Console.Out.WriteLine("Reading {0}", fileName);
            int wordCount = 0;


            //
            // Create file stream from file name.
            //
            using (FileStream fs = File.OpenRead(fileName))
            {
                using (StreamReader sr = new StreamReader(fs))
                {
                    WordStream ws = new WordStream(sr);
                    String word;


                    //
                    // Add each word in the file to the dictionary.
                    //
                    while ((word = ws.Get()) != null)
                    {
                        a.AddWord(word);
                        ++wordCount;
                    }
                }
            }


            Console.Out.WriteLine("Added {0} words", wordCount);


            return 1;
        }
       
        static int Main(string[] args)
        {
            if (args.Length == 0)
            {
                Usage();
                return 0;
            }


            TcpChannel channel = new TcpChannel();
            ChannelServices.RegisterChannel(channel);


            string command = args[0];


            if (command.Equals("Import", StringComparison.OrdinalIgnoreCase))
            {
                if (args.Length < 2)
                {
                    Usage();
                    return 1;
                }


                string fileName = args[1];
                return Import(fileName);
            }


            if (command.Equals("Find", StringComparison.OrdinalIgnoreCase))
            {
                if (args.Length < 2)
                {
                    Usage();
                    return 1;
                }


                string pattern = args[1];
                return Find(pattern);
            }


            return 1;
        }
    }


WordStream.cs






/*
 * Copyright (c) 2005 Microsoft Corporation
 * All rights reserved.  No warrantees expressed or implied.
 *
 * WordStream class library.  Produces a stream of words from a text stream.
 */
using System;
using System.Collections.Generic;
using System.IO;
using System.Text.RegularExpressions;


using Cryptogram.CommonTypes;


namespace CryptoClient
{
    public class WordStream
    {


#region(PrivateData)


        private StreamReader Stream_;
        private MatchCollection Matches_;
        private int MatchIndex_;
        private Regex Regex_;


#endregion


        //
        // WordStream is constructed from an existing stream reader.
        //
        public WordStream(StreamReader stream)
        {
            Stream_ = stream;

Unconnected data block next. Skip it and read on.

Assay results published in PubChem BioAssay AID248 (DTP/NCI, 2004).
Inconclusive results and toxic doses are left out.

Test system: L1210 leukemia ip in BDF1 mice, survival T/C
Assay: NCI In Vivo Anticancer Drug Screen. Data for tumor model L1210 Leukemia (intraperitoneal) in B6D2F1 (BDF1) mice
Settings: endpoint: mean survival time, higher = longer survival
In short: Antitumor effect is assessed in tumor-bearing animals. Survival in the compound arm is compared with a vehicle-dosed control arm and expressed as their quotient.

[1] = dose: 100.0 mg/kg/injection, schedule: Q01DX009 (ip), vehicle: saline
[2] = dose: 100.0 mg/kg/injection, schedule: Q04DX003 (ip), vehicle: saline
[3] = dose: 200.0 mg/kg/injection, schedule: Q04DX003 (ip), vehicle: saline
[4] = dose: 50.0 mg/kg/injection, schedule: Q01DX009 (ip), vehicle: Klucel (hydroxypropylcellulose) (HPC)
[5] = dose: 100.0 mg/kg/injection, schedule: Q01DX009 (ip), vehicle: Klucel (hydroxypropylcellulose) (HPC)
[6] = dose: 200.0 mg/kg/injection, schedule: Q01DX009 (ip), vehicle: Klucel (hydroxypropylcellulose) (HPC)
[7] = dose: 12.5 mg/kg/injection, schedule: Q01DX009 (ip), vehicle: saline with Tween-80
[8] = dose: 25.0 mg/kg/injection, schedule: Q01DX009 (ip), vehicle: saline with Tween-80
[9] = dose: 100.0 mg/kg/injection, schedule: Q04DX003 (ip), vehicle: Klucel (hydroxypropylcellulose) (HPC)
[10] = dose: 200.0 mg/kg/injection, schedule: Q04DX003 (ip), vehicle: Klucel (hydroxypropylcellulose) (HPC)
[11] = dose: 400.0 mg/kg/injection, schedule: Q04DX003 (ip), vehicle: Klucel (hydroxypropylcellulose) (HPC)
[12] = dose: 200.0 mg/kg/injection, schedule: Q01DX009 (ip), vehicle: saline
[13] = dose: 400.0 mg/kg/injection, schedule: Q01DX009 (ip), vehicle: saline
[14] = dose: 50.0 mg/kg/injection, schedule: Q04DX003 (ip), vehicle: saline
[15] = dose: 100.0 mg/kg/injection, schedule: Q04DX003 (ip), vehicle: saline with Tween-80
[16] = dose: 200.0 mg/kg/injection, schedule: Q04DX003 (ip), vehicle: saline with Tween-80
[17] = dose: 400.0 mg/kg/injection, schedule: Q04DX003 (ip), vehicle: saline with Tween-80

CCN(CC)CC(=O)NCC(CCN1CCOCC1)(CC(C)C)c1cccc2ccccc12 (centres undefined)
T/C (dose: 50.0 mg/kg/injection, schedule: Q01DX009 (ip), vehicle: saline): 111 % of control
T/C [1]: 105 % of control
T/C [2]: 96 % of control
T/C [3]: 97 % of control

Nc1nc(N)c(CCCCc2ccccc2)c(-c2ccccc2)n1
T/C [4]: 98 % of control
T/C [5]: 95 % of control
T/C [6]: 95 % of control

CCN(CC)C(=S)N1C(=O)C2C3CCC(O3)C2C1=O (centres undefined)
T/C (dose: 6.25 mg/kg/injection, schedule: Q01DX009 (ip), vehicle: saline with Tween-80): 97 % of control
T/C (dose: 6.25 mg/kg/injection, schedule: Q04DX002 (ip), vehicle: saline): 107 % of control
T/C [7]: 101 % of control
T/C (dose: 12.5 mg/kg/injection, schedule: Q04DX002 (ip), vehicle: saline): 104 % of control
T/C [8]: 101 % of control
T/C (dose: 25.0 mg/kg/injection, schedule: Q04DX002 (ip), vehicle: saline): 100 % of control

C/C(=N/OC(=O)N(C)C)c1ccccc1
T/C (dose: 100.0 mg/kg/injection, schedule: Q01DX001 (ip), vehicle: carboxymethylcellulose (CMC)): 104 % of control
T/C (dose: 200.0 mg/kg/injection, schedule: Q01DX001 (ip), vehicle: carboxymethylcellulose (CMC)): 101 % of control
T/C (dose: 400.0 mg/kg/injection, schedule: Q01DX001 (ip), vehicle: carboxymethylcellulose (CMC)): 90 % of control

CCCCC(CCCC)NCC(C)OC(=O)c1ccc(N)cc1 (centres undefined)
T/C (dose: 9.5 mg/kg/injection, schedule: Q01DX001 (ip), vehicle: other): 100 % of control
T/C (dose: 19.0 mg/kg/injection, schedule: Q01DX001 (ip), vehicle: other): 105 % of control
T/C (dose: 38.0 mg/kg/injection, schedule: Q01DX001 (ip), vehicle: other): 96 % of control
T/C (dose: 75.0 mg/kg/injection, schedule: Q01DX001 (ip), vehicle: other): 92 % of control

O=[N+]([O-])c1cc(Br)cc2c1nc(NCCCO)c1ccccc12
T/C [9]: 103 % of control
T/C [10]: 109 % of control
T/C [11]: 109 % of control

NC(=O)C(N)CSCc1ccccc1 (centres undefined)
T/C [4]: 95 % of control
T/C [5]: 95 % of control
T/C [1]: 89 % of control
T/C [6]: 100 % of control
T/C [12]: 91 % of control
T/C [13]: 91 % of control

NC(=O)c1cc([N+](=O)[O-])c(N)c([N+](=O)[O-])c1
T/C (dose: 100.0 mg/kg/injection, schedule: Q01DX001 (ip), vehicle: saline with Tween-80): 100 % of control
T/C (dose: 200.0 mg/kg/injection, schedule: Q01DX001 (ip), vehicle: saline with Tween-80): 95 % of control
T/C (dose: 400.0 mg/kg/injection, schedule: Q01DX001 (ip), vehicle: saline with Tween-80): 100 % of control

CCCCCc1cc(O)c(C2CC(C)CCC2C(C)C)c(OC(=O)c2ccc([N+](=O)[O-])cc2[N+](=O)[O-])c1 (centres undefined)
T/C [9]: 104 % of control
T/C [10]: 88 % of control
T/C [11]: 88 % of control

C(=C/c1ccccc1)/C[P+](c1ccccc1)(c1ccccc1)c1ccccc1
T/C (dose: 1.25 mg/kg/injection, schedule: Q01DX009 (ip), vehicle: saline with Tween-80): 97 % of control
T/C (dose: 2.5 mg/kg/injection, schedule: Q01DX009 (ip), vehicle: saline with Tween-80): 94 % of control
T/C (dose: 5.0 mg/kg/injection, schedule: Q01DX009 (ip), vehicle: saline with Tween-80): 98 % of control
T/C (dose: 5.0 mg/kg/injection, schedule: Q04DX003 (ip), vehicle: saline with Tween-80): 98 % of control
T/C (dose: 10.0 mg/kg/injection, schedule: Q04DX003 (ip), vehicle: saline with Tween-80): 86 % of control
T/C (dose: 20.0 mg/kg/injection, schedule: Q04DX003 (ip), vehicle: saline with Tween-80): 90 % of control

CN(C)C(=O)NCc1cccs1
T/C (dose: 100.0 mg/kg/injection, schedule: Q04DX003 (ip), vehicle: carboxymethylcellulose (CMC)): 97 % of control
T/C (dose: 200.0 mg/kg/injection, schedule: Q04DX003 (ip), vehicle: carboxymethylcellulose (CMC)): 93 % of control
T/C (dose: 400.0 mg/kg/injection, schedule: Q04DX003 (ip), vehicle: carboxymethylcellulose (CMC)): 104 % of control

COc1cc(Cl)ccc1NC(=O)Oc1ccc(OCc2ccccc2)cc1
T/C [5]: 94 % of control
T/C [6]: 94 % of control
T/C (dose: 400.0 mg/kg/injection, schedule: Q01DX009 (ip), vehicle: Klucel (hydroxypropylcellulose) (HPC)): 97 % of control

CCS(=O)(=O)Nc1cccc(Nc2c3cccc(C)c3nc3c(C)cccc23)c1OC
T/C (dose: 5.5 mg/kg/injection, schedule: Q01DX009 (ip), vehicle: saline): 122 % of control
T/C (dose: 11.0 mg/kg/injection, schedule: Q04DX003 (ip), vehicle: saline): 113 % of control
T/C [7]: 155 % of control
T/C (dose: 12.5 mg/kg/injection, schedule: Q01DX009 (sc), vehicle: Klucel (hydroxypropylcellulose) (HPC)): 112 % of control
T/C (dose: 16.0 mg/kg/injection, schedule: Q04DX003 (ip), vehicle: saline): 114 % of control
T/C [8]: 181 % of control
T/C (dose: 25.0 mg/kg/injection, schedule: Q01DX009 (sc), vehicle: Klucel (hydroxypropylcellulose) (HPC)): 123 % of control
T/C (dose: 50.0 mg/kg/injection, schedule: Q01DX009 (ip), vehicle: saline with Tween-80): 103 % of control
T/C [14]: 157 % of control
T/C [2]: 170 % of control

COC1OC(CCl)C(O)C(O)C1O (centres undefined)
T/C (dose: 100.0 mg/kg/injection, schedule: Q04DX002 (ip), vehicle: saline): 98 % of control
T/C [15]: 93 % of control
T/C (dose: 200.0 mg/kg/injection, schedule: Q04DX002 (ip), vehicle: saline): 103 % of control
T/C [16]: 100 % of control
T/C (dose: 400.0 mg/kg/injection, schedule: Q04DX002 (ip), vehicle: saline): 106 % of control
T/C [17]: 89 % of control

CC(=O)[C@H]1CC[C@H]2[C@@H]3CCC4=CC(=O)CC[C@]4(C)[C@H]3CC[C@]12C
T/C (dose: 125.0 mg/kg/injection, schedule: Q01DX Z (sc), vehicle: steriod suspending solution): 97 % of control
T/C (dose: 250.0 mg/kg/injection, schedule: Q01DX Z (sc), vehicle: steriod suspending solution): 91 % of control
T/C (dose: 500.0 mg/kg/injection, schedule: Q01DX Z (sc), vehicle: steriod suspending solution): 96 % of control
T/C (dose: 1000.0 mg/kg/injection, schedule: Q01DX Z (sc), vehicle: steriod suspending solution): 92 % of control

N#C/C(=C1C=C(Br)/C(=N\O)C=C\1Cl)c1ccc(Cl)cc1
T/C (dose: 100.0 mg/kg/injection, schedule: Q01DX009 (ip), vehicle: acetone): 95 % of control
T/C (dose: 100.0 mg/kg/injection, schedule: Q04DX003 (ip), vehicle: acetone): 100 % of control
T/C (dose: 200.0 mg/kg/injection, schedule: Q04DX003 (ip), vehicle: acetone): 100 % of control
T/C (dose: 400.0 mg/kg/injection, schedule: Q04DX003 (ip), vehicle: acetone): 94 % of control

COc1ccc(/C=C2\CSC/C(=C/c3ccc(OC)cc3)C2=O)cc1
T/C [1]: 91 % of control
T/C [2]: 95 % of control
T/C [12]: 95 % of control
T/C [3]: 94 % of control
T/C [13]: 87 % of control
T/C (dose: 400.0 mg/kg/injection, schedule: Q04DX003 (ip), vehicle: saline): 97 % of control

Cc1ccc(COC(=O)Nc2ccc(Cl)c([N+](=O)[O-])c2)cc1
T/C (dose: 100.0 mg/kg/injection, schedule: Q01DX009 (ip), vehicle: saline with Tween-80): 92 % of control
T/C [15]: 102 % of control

Matches_ = null;
            MatchIndex_ = 0;
            Regex_ = new Regex("\\w*");
        }


        //
        // Return a word from the stream.
        //
        public String Get()
        {
            if (Stream_ == null)
                return null;


            while (true)
            {
                // If no current matches, read a line and match it.
                if (Matches_ == null)
                {
                    String line = Stream_.ReadLine();
                    if (line == null)
                        return null;


                    Matches_ = Regex_.Matches(line);
                    MatchIndex_ = 0;
                }


                if (MatchIndex_ < Matches_.Count)
                {
                    Match m = Matches_[MatchIndex_];
                    ++MatchIndex_;
                    String word = m.ToString();
                    if (word.Length > 0)
                        return m.ToString();
                }
                else
                {
                    // Go around again.
                    Matches_ = null;
                }
            }
        }


    }

Comments (8)
  1. It’s one of the most frequently asked internal support questions.&amp;nbsp; This should help with the learning…

  2. Eric Jarvi says:

    If you want to run the performance profiler on your managed windows services, this is a must read:

    http://blogs.msdn.com/angryrichard/articles/Profiling_Windows_Services.aspx

  3. Eric Jarvi says:

    If you want to run the performance profiler on your managed windows services, this is a must read:

    http://blogs.msdn.com/angryrichard/articles/Profiling_Windows_Services.aspx

  4. Adam Singer – Cause and effect

    Adam gives an excellent post on how all the different version control…

  5. The profiler team has been crazy busy with getting Visual Studio Team System shipped and out the door,…

  6. I just recently whipped up a FAQ on the profiler&amp;nbsp;to post as a sticky thread in the VSTS for Developers…